Rated 4 out of 5 by from Truly Amazing! When I read this book, I honestly didn't expect much from Stephen King. Some of his never books have caused me to drift away from reading his stories. I read the first short story (1922) and was totally captivated. It truly is Stephen King's best short story ever written. The other stories were, again, average from Stephen King. I think they could all become classics and be made into movies, but 1922 is one that I would like to see become extremely popoular and turned into a movie. If you were to buy one Stephen King book in 2012, let it be this one (or 11/22/63, both great reads)
Date published: 2012-01-02
Rated 5 out of 5 by from The "Old" King Style This has come closest to the original writing style King employed which, for me ended with Pet Sematary. Very enjoyable and a good read.
Date published: 2011-07-20
Rated 3 out of 5 by from Highly predictable If you have a chance to read, take it but I wouldn't seek this book out. The stories were predictable but made for easy reading on a summer day.
Date published: 2011-07-04
Rated 5 out of 5 by from King is the King I just finished reading Full Dark, No Stars. Although there were some uncomfortable sections - and I had to put the book down to "get over" them - I was soon picking it back up to find out what happened. This is what I love about reading Stephen King's writing - he takes ordinary moments from ordinary lives (who hasn't thought "why can't the rich, handsome, successful friend have at least some of my bad luck?") and makes incredible stories from them. Each story pulls you in - you get to know the characters, feel their emotions, cheer them on or hang your head - they get inside your mind and you are part of the story. There is a fine line that King always manages to draw between reality and some other level of existence that works. While you are reading his stories, you believe that these things could happen to regular folks like us. I also very much enjoy the author's notes to us constant readers - I like hearing about where the kernal of an idea begins and spins into these incredible tales. Thanks Steve, for another great group of stories - keep 'em coming.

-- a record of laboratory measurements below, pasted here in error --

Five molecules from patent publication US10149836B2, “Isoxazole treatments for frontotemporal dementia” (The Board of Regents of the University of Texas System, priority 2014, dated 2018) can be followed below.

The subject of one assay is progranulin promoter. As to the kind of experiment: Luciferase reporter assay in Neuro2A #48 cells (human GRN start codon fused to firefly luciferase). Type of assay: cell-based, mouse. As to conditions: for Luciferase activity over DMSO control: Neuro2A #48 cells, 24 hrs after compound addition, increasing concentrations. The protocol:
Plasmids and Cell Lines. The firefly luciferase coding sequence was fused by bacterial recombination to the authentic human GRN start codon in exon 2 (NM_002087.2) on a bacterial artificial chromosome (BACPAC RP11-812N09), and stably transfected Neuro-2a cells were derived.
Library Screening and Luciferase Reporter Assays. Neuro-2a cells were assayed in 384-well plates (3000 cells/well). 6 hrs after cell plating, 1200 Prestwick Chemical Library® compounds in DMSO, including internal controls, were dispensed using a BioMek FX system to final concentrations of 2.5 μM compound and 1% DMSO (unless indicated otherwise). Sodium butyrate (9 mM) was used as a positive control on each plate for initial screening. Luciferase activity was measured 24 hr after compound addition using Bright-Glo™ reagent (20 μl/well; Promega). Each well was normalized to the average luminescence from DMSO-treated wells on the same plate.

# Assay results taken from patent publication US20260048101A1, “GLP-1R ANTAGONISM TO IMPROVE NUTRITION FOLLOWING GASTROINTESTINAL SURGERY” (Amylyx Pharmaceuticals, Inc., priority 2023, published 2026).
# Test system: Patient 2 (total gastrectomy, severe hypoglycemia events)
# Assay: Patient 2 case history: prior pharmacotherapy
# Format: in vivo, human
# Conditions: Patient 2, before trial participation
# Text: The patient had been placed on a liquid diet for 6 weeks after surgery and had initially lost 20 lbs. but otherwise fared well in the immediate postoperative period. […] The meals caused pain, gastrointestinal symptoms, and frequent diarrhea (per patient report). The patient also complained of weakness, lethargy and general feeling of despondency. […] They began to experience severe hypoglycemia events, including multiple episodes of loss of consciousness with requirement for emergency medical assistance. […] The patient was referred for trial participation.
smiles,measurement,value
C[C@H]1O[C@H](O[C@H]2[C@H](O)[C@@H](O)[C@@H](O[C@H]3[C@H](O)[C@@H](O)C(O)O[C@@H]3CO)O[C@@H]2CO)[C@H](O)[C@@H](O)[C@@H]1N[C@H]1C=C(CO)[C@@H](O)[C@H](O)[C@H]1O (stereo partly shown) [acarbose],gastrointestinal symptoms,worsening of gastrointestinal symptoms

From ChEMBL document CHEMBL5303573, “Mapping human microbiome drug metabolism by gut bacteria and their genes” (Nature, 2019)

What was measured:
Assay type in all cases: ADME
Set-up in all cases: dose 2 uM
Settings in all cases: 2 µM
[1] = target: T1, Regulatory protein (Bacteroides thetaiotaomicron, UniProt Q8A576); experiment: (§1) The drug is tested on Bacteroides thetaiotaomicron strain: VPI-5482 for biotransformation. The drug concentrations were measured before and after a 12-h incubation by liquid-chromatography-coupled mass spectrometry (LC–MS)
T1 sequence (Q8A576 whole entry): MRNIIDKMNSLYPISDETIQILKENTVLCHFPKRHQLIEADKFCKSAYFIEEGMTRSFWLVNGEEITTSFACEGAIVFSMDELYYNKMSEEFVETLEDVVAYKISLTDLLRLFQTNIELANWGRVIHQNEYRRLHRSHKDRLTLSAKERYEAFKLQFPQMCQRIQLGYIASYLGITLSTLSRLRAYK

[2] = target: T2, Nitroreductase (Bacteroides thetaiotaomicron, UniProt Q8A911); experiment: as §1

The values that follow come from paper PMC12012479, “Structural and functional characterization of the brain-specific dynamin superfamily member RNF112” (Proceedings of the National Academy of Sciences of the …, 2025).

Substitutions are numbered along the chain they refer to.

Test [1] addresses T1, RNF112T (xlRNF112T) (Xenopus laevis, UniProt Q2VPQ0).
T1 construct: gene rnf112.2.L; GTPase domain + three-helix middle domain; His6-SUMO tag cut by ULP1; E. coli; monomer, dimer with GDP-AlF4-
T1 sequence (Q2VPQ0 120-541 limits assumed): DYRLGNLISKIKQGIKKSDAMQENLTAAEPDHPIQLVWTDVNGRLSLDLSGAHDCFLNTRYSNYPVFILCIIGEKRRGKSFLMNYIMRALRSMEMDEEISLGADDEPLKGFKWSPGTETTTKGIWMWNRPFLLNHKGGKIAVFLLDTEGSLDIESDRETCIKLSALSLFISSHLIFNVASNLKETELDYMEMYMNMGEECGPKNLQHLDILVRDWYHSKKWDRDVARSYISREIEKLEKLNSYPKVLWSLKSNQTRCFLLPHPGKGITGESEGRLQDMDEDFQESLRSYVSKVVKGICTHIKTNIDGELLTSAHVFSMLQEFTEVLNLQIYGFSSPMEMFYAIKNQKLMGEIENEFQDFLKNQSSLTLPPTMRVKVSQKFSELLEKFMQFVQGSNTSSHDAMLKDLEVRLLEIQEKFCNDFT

Date published: 2011-07-03
Rated 5 out of 5 by from Great Read I truely enjoyed this book. I loved Mr. King's past novel's alot more than his most recent ones. There have been a few recently that I was just totally bored with, however; through most of this novel I really found it hard to put this book down because I had to know what happened next. It was chilling and kinda gruesome in that classic Stephen King flair. Well done!